Regina Giménez

Regina Giménez

(Barcelona, 1966 - )

The futile


Although we would like to believe that a poem could change the world tomorrow, the truth is that a great deal of contemporary arts has lost all capacity for social change, beyond some eagerly sought scandal or the stamp that it can leave through the intimate dialogue that it may establish with each spectator. And this is no small matter. In particular, painting is on the way to becoming something similar to jewellery: an object in whose uniqueness and uselessness lies the sense of its beauty. This is not something bad, it is perhaps even liberating factor. Art, as the documentary film maker John Grierson stated, is always trying to decide whether it should be a hammer or a mirror. The idea of the hammer is a good one, to expect a blow from every verse, but the truth is that mane have done no favours to art with this militancy. A poem cannot be a Swiss army knife, and neither can a painting be a calendar. The practical and the artistic are opposing forces, like elegance and comfort. This obsolescence, which is to decorate homes? There is no easy answer, because the dream of the avant-garde has sown the hope in every artist that their work will be appreciated in the future, perhaps even studied, for its impact and not for the skills that it reflects. Today, every painter has to humbly invent the equation that gives meaning to their work, which saves their architecture from illusions of a market logic full of contradictions that must not poison the studio activity.


I studied fine art with Regina and we have spoken about these things on many occasions. Not in a particularly intellectual way, it is true, because we spoke a great deal about painting and painters, but very little about Painting with a capital p. An on this, as in many other things, we are in agreement. It was a question of painting, of practicing painting. Fundamentally, it is a question of touch. You cannot be a good musician if you do not love sound, and neither can you be a good painter if you do not enjoy the resistance of the paper to the charcoal or the sympathy with which the canvas receives the paint. There is also a question of style and even of scale. Painting cannot demand certain efforts of us, it has to be comfortable to our qualities and appropriate to our nature. The studio must be the test: there can be nothing in it to correct the vices of our imagination. But even when it is described in this way, a painter’s studio seems to be a narrow scenario for the contemporary artist. According to what is written, you can be a good painter and not be a practicing artist, one of those artists armed with ideology, taking aim at all sides, especially their own environment.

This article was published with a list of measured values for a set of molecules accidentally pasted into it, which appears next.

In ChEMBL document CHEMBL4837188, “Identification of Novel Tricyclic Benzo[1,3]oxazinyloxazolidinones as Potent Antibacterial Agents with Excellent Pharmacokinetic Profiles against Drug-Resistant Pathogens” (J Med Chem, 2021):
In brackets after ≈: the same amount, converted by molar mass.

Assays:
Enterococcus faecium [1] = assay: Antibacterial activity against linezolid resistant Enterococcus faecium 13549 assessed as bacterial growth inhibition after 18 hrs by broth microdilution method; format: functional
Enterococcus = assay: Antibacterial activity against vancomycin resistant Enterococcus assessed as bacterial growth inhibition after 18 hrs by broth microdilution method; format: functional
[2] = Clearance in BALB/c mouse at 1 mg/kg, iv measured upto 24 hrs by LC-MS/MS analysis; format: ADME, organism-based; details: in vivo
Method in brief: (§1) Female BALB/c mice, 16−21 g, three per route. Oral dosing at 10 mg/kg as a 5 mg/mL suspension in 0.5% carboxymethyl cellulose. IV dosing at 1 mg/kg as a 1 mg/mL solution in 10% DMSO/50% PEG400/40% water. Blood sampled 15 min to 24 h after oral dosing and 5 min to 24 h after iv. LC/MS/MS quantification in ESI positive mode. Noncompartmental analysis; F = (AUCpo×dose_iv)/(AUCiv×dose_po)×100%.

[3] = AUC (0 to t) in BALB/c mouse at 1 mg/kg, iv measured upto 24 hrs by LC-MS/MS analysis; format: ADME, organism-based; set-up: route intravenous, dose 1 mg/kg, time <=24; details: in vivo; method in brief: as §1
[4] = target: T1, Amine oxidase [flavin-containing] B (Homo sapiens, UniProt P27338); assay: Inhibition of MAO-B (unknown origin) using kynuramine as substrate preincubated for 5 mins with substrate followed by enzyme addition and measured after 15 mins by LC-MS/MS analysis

Whoever still aspires to use art as a hammer, moreover, does not understand disciplines. Each mission may require different tools, as exercising a single skill today can distances you from a transcendent action tomorrow. On this scenario, the painter who wishes to paint rather then be an artist would seem to be playing in an archaic league. And this is probably true. However; it is in this reality where painting today finds its modesty, recognizing its inability to direct itself to many at one, and also its political uselessness. Painting today inhabits a neglected Eden. This makes it more beautiful and revealing: today painting serves, above all, those who paint.


Without stating it so pompously, I believe that this is what Regina and I felt about painting when, after years of facultative disorder (well, in the faculty bar), each of us had to build an argument that would justify the conflict involved in professionalizing a passion. Something that has come to mind while looking at the paintings that fill this catalogue is how useful it is to painting for it to be to a certain extent unnecessary.


Lighthouses, towers and pyramidal constructions of all kinds have been a common in her works from the last few years. In short, a certain in transit that Jacques Tati parodied so well in “Playtime”. In them, in the paintings and their inhabitants, there is a disturbing calm, repetitive and hypnotic. There is also a studied atemporality. And as she almost always does. Regina escapes the subject and deflects us to the motif. Like any good magician. And here the motif is the surface itself, the paint, the glue, the paper. Definitively, the time and the effort deposited in each work. This is the wisdom that I have discovered in her paintings.


Concerning the virtues that any trained eye will recognize, Regina stealthily imposes the sensation that painting is a pleasure on the spectator. One can easily imagine the the reason for each painting is know above all by her fingertips. And you cannot write about that.


There will be, it is true, those who will feel and understand her art by dedicating a certain amount of time to the right painting.


An unproductive or transcendent time, according to how you understand the importance of the futile.


Andrés Hispano